seems these days everyone does lists of books they've read. I enjoy them, and
read them all -- but I still always detect of whiff of Protestant work ethic
boasting in them: I put myself through reading this, and now I am going to
inflict it on you.
instead is a genuinely Calvinist list: Books I have been intending to read for
ever so long, but confess that I haven't gotten around to. This is not a list
of books I didn't like, but rather of stuff that I have really meant to read,
but for some reason haven't.
Lermontov's A Hero of Our Time. My
all-time favorite book I haven't read. I have two copies of this. One has been
moving around with me since college. The other is on my nightstand right now.
But I just put on top of it a collection of essays by Albert Murray, another
author I have been meaning to read for some time. (I try not to read about war
just before bed -- too much work-like.)
by Faulkner. I've finished some of the short stories, but never one of the
novels. I know, as with John Coltrane, that the fault lies with me. But somehow
I don't care. Maybe Faulkner was overrated. I hope so because I'd sure hate to
miss out on something great.
3. The Red and the Black and The Charterhouse of Parma. I really was going to read these,
someday, until Al Gore listed the first of these as his favorite book during
his 2000 presidential campaign. Even if it was true, he shouldn't have said so,
for political reasons. And I still suspect it wasn't true. This might have been
no. 1 on my list but when Al dragged it into the campaign I lost all desire to
pick it up.
worse, German literature. At least I tried to read some of the French. Most of
all, I loves me some Montaigne. But I honestly don't think I ever have
seriously tried to read Faust, or
Thomas Mann, except for Death in Venice.
I have never even pretended to read Hegel or Kant. In college I did read
Schopenhauer and Nietzsche, but they struck me as wankers.
Albert Murray, USAF (Ret). Yes, I
really do plan to remedy this soon. I've wanted to read him for years, and the
other day, as I was thinking about getting Stanley Crouch's new book on Charlie
Parker, I thought to myself: "Tom, before you do, you really ought to read Albert Murray, mainly because Crouch
is always invoking him." Unlike pretty much everything else on this list,
except maybe no. 9 Dante, I do expect this to happen in this lifetime, probably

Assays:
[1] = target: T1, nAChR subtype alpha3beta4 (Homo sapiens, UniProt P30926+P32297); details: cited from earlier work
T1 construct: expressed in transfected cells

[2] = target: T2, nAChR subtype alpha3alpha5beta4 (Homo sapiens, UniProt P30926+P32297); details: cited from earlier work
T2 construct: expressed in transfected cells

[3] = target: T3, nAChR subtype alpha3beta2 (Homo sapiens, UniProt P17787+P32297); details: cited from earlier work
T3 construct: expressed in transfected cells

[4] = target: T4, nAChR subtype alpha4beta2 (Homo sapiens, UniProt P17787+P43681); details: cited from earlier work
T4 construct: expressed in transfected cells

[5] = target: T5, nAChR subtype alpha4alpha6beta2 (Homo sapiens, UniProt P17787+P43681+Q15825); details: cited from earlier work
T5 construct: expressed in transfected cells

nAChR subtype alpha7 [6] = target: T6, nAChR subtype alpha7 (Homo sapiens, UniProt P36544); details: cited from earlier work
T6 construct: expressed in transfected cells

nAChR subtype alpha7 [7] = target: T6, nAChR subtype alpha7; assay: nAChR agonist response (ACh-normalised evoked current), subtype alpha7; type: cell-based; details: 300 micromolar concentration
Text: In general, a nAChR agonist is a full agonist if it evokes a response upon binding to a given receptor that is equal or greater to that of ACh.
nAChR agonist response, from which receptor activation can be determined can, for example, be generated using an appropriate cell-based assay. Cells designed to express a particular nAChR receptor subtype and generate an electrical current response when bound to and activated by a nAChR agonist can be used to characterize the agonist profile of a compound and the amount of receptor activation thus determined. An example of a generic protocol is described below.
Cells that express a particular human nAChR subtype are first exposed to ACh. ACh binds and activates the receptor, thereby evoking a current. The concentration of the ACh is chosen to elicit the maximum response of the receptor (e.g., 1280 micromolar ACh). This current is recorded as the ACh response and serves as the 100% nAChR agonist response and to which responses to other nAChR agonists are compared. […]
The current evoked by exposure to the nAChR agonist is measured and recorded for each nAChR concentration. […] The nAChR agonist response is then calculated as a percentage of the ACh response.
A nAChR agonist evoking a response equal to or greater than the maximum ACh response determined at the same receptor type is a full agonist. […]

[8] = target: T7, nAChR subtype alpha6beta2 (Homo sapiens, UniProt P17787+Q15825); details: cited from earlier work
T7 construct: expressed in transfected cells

6. Adam Ulam on Russia. I really
started wanting to read his stuff in the 1980s, but it never made it to the top
of the pile. By the time I was close, the Soviet Union had evaporated. And
lately, Russia just puts me off. Putin is a punk -- and not in a good way. Btw,
someone once told me that Ulam's older brother was key in helping
Israel build an atomic bomb.
official U.S. government document on national security
I realized a couple of years ago that these documents are for chumps. Dirty
little Pentagon secret: No one who runs the country reads them. Mid-level
bureaucrats write these for each other to cite.
8. Tennyson and other Victorian
poets. Somehow I never got around to them. In the great college course I took
on English poetry, the professor ended the second semester with the Romantics.
Lately I have realized I likely never will get to the Victorian poets, unless I
get hit over the head with a cricket bat. (On the other hand, I am a big fan of
Inferno. It barely makes this best
dissed list, because I've read parts, and I love Italy and if I wind up there
again for a month or two of work I might read it, finally.
Joyce's Ulysses. I don't know how I
evaded this. I actually was planning on reading it in about 1985 but a friend
said to wait until the Hugh Kenner edition came out. But since then I've gone
almost 30 years without picking it up. I may be the only English major ever to not
read it. Maybe confessing this will shame me into it. I actually suspect I will
like it when I do.